Efren was here at our Kristiyano-Islam Peace Library in Quezon City last Tuesday for the shoot of the “Ako Mismo” television show which will be aired at ABC 5’s Aksyon TV at Channel 41 at 5 in the afternoon tomorrow (you may also watch it over the Internet by going o this link site http://dabarkadstv.blogspot.com/2011/05/aksyon-41tv5-live-stream.html ).
It was actually our second meeting with Efren; the first time was when our A-Book-Saya Group, the NGO group behind the Kris Library, won the Community Idol Award Search of Smart Communication Inc. in 2010.
Efren has remained humble – even shy -- as usual. The nearly close to five-hour shoot (thanks to Ako Mismo staff Malen Nicasio, Director Jerome Zamora, Minette Falcon and cameraman Raelino Dizon, and JC Arboleda for being patient with us) gave me, Ann and Efren a lot of time to talk. One of our topic involved headaches in running and maintaining a literacy advocacy, although on the part of Kuya Efren he has less problems now with all the help he is getting here and abroad after getting the CNN recognition.
Efren’s Dynamic Teen Co. that brings education to the poor in Cavite on a “kariton” now has their own building, thanks to their US $100,000 prize from CNN and other donations. But Kuya Efren and his group deserve it, having toiled hard under the sun with their advocacy since 2007, the same year we established ABSG.
During the interview, Efren asked whether there was a point we considered closing or stopping the advocacy we started in 2001. My answer was: “Yes, that question crosses our minds almost regularly as we struggle to pay the bills in running our full-scale Kris Library in Manicahan, Zamboanga City, raising funds for the scholars and meeting up the increasing expense needed to send books and school supplies to four other Kris Libraries we are helping all over the country.”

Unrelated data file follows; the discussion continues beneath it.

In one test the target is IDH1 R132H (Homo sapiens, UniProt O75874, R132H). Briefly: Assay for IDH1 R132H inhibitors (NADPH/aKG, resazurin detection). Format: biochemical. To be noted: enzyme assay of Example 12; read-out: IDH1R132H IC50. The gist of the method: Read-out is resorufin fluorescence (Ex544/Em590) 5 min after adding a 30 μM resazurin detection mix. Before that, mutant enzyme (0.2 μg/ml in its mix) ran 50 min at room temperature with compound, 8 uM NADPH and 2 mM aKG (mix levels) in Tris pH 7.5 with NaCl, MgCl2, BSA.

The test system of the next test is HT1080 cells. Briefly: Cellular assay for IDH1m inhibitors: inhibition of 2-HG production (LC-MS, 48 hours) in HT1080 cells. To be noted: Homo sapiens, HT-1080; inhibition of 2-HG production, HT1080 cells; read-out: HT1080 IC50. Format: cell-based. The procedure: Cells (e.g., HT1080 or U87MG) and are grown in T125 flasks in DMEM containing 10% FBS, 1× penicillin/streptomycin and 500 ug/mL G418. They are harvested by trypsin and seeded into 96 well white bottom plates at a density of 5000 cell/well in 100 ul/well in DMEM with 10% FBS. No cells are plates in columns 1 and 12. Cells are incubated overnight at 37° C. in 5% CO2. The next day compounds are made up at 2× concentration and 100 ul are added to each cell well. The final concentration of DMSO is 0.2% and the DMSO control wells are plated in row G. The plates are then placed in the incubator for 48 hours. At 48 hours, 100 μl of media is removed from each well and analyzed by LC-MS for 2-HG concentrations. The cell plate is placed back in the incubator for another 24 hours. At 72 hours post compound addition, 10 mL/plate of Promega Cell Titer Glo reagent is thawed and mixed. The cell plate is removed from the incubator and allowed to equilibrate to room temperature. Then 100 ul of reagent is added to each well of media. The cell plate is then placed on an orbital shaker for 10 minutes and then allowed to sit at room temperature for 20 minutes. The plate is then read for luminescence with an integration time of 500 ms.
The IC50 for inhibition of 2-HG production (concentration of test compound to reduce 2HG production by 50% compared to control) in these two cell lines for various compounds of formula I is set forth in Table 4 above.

I joked that although I relatively have no problem putting my kids in school – the eldest Arizza being a scholar from high school at Philippine Science and through college in UP – me and my wife Ann now have the burden of raising funds for 101 Kris scholars in Zamboanga City, five of them in college now.
“It’s like we took a hammer to strike our heads with,” I told Efren and he gave me a knowing smile.
During lunch, it was my turn to ask him his difficulties and he replied, with pain clearly edged on his young face: “Like you, the hardest part is confronting the biases and insulting and discouraging remarks from people.”
Having been viewed by some people – relatives included -- as “crazy” for giving free use of books and computers in our Kris Library in Zamboanga City when we can make money charging people for it, we can very feel Efren’s pain.
On our part, me and my Muslim wife told him that we’ve encountered biases a lot, both from our Christian and Muslim relatives who even discouraged us from pursuing our first Kris Library project early on.
As the country now puts Efren up there in the pedestal with neon lights; a celebrity who co-host the Ako Mismo show; and a hero among Filipinos and the world, it is quite a reality check and inspiring to see Efren’s pain and to see that even heroes bleed.
Thank you for the inspiration Kuya Efren, we badly need it as we too wake up each day still wondering whether pursuing our Kris advocacy is worth it or whether it is better to spend our lives with our children vacationing abroad, playing golf with public relations clients instead of taking time to write this blog entry or begging for books and donations; concentrating on buying and selling cars (on the part of Ann); or just living a less stressful life when we only worry about our OWN, PERSONAL and family’s needs.
Kris Library is worth the pain ...